In every divorce, there are financial issues. These issues may involve equitable distribution of assets, alimony, and/or child support. Many times it is difficult for an attorney to obtain the financial information needed from a client. If the client is no longer living in a marital home and does not have access to the records, or if the client was not the financial person in the family, it may be very difficult for them to give a complete picture of the assets and debts.
If you are contemplating divorce and if you are still living in the marital home, you should photocopy as much information as possible. It is important for you to make an all inclusive list of every asset, whether it be in your name individually, your spouse’s name individually, or in joint names. Some assets are easy to determine and some are not. It is best if you can do the foot work by trying to find out (1) the name and account number of every bank account, (2) name and number of shares of every stock or bond, (3) face amount, owner, beneficiary, and insured of life insurance contracts, (4) year end balance of pension plans and retirement accounts, (5) the name of any business that you or your spouse are involved in, (6) the name and account number of every credit card used by either you or your spouse, (7) a copy of your most recent mortgage statement, and (8) the names, account numbers and current balances of any home equity or personal loans.
Even if you do not have complete information for everything, approximate values or estimates of what is owned is helpful. Your attorney can more easily obtain the remaining information through the legal process of discovery if he or she knows in which direction to proceed.
Almost every party going through a divorce is owns real estate. The only information you need to provide to your attorney is the address, a recent mortgage statement for each property and the deed, if available. For equitable distribution purposes, real estate generally must be appraised by a reputable appraiser in the area. If the real estate is to be sold, there is no need to get an appraisal. You and your spouse will just have to decide with whom to list the property and at what price.
It is easy to determine the value of bank accounts by looking at monthly statements. Since the date for valuation is the date of the divorce complaint, it is necessary to obtain copies of bank statements for the month that the divorce complaint was filed.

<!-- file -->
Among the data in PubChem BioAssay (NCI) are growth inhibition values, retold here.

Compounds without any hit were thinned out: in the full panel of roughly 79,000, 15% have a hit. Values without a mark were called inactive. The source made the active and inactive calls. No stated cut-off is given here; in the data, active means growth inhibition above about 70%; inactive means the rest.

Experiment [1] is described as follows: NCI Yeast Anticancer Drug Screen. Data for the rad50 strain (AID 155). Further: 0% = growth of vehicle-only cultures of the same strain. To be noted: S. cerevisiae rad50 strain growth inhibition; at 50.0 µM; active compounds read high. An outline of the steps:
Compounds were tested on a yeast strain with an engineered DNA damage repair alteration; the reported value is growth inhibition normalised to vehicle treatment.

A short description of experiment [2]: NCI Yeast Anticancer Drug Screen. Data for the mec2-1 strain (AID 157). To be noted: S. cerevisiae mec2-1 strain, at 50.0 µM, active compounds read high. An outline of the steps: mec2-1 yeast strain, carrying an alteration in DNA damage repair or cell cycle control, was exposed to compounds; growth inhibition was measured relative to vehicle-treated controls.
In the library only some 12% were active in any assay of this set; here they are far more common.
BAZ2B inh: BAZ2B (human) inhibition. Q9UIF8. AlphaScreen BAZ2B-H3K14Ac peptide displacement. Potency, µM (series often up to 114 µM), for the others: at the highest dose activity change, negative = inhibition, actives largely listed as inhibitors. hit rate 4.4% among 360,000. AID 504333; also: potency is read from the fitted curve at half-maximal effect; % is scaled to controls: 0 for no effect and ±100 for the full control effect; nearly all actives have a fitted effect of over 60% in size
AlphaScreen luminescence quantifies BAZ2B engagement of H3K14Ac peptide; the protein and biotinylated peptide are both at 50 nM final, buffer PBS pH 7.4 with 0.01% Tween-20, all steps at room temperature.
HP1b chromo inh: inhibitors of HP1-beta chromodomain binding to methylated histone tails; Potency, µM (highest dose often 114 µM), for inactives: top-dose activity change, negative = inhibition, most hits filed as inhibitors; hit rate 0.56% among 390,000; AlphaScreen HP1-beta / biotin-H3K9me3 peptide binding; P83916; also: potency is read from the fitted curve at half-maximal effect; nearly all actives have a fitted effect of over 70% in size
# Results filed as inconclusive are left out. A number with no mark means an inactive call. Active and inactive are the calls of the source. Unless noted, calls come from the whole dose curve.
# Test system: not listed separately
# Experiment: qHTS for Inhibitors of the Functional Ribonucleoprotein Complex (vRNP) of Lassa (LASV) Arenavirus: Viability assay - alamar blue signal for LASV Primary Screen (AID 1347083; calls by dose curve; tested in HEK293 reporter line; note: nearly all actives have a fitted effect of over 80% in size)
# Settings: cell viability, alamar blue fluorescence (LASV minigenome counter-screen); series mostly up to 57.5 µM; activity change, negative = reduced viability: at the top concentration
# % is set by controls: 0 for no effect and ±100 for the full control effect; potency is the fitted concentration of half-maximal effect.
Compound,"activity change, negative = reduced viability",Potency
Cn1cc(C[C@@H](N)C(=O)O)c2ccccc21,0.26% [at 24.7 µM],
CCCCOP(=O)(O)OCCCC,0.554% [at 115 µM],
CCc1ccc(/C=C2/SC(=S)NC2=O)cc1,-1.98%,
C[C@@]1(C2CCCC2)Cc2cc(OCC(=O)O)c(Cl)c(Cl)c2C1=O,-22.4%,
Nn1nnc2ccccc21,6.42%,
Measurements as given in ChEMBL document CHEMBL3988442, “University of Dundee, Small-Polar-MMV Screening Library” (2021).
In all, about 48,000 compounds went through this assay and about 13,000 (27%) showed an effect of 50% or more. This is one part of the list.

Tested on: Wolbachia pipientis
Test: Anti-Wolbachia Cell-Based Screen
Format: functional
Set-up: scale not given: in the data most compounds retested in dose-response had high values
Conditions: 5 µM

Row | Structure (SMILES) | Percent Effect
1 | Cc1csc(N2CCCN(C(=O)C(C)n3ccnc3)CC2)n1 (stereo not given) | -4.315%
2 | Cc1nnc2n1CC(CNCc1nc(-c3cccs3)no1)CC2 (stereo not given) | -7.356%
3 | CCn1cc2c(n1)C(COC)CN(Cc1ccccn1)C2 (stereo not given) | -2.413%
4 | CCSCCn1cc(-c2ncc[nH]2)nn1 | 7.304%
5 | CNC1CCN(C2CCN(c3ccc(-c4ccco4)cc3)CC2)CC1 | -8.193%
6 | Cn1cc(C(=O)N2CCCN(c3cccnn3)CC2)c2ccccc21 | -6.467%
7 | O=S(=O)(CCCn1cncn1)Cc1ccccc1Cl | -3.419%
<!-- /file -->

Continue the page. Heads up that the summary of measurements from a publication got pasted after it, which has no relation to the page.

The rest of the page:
For stock that is traded publicly, you only need to know the number of shares that existed on the date of the complaint and the name of the stock. The price per share of stock can be obtained from daily newspapers.
Clients generally disregard pensions as an asset when they are inventorying assets. However, they have a value and often have a great value. In order to obtain the value, the pension information must be sent to an actuary to determine what the it is worth on the date of equitable distribution, i.e. the date of the divorce complaint. Since pensions are subject to equitable distribution, this value is absolutely necessary to obtain and you should retain the services of an expert to prepare this valuation.
Some pensions may be in the form of IRA accounts or 401(K) plans. If this is the case, an actuary is not necessary and a statement of the account on the date of the divorce complaint will be sufficient.
Closely held corporations, partnerships, and/or professional practices are very difficult to value. Many times, the party involved in a business has tight control over the books and records and does not always report their entire income. Whenever there is a closely held business involved in a divorce case, it is imperative to obtain the services of an accountant or business evaluator to determine the value of that business.
It is advisable to make an inventory of all furnishings and other personal property accumulated by either or both parties during the marriage. Generally it is not worth the money to obtain an appraisal of personal property. The suggested way of dealing with the division of personal property is by discussing it with your spouse or by having your attorney send a list to your spouse’s attorney of the property you wish to retain.
Occasionally, there are more marital debts than assets. If this is the case, it is advisable for you to make an inventory of all of the outstanding marital debts, and either close the accounts or stop incurring additional debt. If the marital estate is compromised of a lot of debt, it is wise to reach a compromise with your spouse than it is to spend what marital money there is for attorney involvement.